A new article just came out in the New York Times Magazine this week about "boys who want to wear dresses". There is a trend lately in the media to feature stories about families raising what are referred to as “pink boys”—those boys who want to wear long hair, paint their nails, and wear sparkles. I am always fascinated by these stories. Anyone that studies gender stereotypes has an uphill battle getting people to care about stereotypes, so media attention to the topic is always appreciated.
One thing I like about these stories of boys struggling with their predefined gender roles is that they highlight the ways rigid gender norms harm boys. Most conversations about the damage of stereotypes focus on girls and their performance in math and science, or the excessive value placed on attractiveness and sexuality, or the princess culture. These are all very legitimate concerns and worthy of dialogue and social change. However, in American society, girls are given substantially more freedoms than boys. Girls are allowed to be tomboys, and their parents don’t need to send a letter to the child’s teacher warning that their daughter may want to play sports. This year’s Olympics highlighted this freedom by celebrating female athletes who now compete in boxing, archery, and taekwondo. Men are still not allowed to compete in traditionally feminine sports such as Olympic-level rhythmic gymnastics. And if they were, I doubt their stories of pluck and grit would be highlighted by Bob Costas.
More importantly, there are rigid gender norms for boys that extend much deeper than not wearing dresses or painting their nails. Boys are still discouraged from playing with dolls, a type of play that fosters traits such as nurturance, care-giving, and perspective-taking. For parents to buy a baby doll at a toy superstore, they must venture into the pink aisle, something most parents won’t do. And yet, nurturance and perspective-taking are wonderful human traits that should be fostered in all children.
Girls are allowed to show independence, competition, and ambition. But the range of emotions that are acceptable for boys is much more narrow.
In adulthood, women are given more work options. They can be a stay-at-home parent or full-time employee, whereas men who stay at home often need to blame their decision on a slow economy. Women are entering the fields of computer science at much faster rates than men are entering the field of child care. So, although gender discrepancies that harm girls and women are still important and worthy of discussion, it is beneficial to keep in mind how boys are limited by their gender norms as well.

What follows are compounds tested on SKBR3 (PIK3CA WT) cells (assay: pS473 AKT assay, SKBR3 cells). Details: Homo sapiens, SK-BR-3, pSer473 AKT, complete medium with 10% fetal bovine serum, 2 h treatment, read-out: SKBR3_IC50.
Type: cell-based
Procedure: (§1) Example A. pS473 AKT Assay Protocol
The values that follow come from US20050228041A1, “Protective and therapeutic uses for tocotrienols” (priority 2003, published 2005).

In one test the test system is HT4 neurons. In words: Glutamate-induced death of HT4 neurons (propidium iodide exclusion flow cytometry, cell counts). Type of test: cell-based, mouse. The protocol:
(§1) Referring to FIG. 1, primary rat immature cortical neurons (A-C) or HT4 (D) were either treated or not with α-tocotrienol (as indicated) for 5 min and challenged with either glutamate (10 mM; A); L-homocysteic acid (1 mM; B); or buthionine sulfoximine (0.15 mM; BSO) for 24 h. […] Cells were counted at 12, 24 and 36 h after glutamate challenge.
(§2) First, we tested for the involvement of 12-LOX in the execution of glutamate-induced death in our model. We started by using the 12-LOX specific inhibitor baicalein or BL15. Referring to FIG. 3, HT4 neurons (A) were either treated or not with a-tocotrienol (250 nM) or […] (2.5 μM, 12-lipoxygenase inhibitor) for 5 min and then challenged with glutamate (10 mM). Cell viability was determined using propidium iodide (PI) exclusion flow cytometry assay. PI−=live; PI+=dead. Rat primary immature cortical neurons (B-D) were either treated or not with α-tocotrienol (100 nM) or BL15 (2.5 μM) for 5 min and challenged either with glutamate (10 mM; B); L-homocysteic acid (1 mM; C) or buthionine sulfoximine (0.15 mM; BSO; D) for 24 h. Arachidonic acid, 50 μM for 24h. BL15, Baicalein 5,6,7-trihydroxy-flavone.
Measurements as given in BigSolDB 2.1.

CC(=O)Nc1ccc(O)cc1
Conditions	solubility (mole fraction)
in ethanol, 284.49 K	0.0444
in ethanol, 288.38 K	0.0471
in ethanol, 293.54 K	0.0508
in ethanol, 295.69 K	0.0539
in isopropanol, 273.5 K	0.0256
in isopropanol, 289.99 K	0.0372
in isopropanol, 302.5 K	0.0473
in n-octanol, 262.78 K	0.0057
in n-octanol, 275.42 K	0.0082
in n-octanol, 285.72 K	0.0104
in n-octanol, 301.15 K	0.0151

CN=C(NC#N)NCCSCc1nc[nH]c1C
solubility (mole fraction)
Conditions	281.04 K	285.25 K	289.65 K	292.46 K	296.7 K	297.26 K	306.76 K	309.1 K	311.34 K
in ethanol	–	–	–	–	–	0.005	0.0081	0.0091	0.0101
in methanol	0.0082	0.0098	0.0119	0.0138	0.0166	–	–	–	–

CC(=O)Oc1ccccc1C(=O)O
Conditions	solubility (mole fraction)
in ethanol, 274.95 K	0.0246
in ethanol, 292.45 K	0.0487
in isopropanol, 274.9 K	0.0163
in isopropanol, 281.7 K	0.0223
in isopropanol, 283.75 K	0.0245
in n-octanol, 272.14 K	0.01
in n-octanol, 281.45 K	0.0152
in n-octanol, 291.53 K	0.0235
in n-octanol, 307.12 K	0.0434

On the flip side, there is some danger in these kinds of stories. Stories about “pink boys” lull parents of more typical children into a false sense of security. This is always someone else’s kid, the NIMBY rule for parents.
By pointing out these extreme examples, these gender fluid boys who wear dresses and sparkle shoes, parents are often unaware of the ways that their own children may be affected by gender norms.
Most of us have children who readily comply with wearing clothes more typical of their gender and we rarely have conversations about which pronoun we should use in describing our kids.
Yet studies show that one-quarter of boys show 10 or more behaviors considered atypical for their gender. Research also shows that children who feel at all atypical for their gender, and this means children who fall far short of being gender-variant, have lower self-esteem, more depressive symptoms, and greater anxiety than more typical children. This can be as mild as the girl who does not feel feminine enough or the boy who is not good at sports. Why the drop in mental health for such mild variations from some norm? Because even mildly atypical children are less popular, less liked, and teased more often by their peers. Parents who are grateful their son doesn’t ask to wear a dress should also recognize that a boy who writes good poetry, or wants to read a book with a girl on the cover, may also be getting teased.
Perhaps at some point in society’s evolution, these discussions about gender atypicality will be moot. If there is substantial variation from the norm, then the norm ceases to exist. However, until that day, while there are still strong preconceived notions of what a boy should be and what a girl should be, it is ultimately beneficial to hear about the exceptions to the rules. It helps us recognize that maybe the rules should be rewritten.